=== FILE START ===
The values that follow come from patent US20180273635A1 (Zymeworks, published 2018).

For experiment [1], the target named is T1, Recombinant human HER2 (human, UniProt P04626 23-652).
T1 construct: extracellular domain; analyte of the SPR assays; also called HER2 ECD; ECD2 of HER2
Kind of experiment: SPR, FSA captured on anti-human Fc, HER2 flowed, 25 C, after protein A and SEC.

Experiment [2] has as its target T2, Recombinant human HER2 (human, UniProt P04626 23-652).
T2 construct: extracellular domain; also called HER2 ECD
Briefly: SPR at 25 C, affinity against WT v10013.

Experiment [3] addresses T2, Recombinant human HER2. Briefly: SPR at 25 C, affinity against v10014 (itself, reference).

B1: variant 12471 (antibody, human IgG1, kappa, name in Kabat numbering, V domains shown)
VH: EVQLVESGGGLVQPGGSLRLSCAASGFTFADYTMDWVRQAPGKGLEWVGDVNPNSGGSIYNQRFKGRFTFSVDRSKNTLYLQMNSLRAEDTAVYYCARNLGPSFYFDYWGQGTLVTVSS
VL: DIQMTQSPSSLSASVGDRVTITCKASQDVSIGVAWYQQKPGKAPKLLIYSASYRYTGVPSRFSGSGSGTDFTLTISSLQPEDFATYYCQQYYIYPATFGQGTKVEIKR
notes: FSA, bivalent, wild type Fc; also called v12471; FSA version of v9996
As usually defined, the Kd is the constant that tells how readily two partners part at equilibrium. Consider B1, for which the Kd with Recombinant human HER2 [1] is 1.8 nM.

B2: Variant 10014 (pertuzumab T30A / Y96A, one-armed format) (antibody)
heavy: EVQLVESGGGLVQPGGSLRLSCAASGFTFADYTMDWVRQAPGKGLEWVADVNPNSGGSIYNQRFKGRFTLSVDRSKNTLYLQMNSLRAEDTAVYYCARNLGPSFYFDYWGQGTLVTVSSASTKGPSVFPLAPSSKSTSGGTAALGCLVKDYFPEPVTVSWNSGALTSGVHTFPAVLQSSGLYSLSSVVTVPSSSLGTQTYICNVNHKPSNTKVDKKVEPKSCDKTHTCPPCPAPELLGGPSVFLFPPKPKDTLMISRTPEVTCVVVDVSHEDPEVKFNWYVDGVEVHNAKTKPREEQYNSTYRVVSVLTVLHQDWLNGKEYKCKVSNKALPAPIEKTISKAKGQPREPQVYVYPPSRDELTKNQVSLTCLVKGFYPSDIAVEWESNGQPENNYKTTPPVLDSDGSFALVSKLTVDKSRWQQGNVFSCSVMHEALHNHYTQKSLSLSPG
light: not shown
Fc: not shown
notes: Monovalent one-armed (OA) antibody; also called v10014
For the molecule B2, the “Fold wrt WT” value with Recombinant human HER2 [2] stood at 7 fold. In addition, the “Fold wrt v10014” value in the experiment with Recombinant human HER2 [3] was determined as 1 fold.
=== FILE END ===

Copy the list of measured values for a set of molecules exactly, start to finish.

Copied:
The values that follow come from patent US20180273635A1 (Zymeworks, published 2018).

For experiment [1], the target named is T1, Recombinant human HER2 (human, UniProt P04626 23-652).
T1 construct: extracellular domain; analyte of the SPR assays; also called HER2 ECD; ECD2 of HER2
Kind of experiment: SPR, FSA captured on anti-human Fc, HER2 flowed, 25 C, after protein A and SEC.

Experiment [2] has as its target T2, Recombinant human HER2 (human, UniProt P04626 23-652).
T2 construct: extracellular domain; also called HER2 ECD
Briefly: SPR at 25 C, affinity against WT v10013.

Experiment [3] addresses T2, Recombinant human HER2. Briefly: SPR at 25 C, affinity against v10014 (itself, reference).

B1: variant 12471 (antibody, human IgG1, kappa, name in Kabat numbering, V domains shown)
VH: EVQLVESGGGLVQPGGSLRLSCAASGFTFADYTMDWVRQAPGKGLEWVGDVNPNSGGSIYNQRFKGRFTFSVDRSKNTLYLQMNSLRAEDTAVYYCARNLGPSFYFDYWGQGTLVTVSS
VL: DIQMTQSPSSLSASVGDRVTITCKASQDVSIGVAWYQQKPGKAPKLLIYSASYRYTGVPSRFSGSGSGTDFTLTISSLQPEDFATYYCQQYYIYPATFGQGTKVEIKR
notes: FSA, bivalent, wild type Fc; also called v12471; FSA version of v9996
As usually defined, the Kd is the constant that tells how readily two partners part at equilibrium. Consider B1, for which the Kd with Recombinant human HER2 [1] is 1.8 nM.

B2: Variant 10014 (pertuzumab T30A / Y96A, one-armed format) (antibody)
heavy: EVQLVESGGGLVQPGGSLRLSCAASGFTFADYTMDWVRQAPGKGLEWVADVNPNSGGSIYNQRFKGRFTLSVDRSKNTLYLQMNSLRAEDTAVYYCARNLGPSFYFDYWGQGTLVTVSSASTKGPSVFPLAPSSKSTSGGTAALGCLVKDYFPEPVTVSWNSGALTSGVHTFPAVLQSSGLYSLSSVVTVPSSSLGTQTYICNVNHKPSNTKVDKKVEPKSCDKTHTCPPCPAPELLGGPSVFLFPPKPKDTLMISRTPEVTCVVVDVSHEDPEVKFNWYVDGVEVHNAKTKPREEQYNSTYRVVSVLTVLHQDWLNGKEYKCKVSNKALPAPIEKTISKAKGQPREPQVYVYPPSRDELTKNQVSLTCLVKGFYPSDIAVEWESNGQPENNYKTTPPVLDSDGSFALVSKLTVDKSRWQQGNVFSCSVMHEALHNHYTQKSLSLSPG
light: not shown
Fc: not shown
notes: Monovalent one-armed (OA) antibody; also called v10014
For the molecule B2, the “Fold wrt WT” value with Recombinant human HER2 [2] stood at 7 fold. In addition, the “Fold wrt v10014” value in the experiment with Recombinant human HER2 [3] was determined as 1 fold.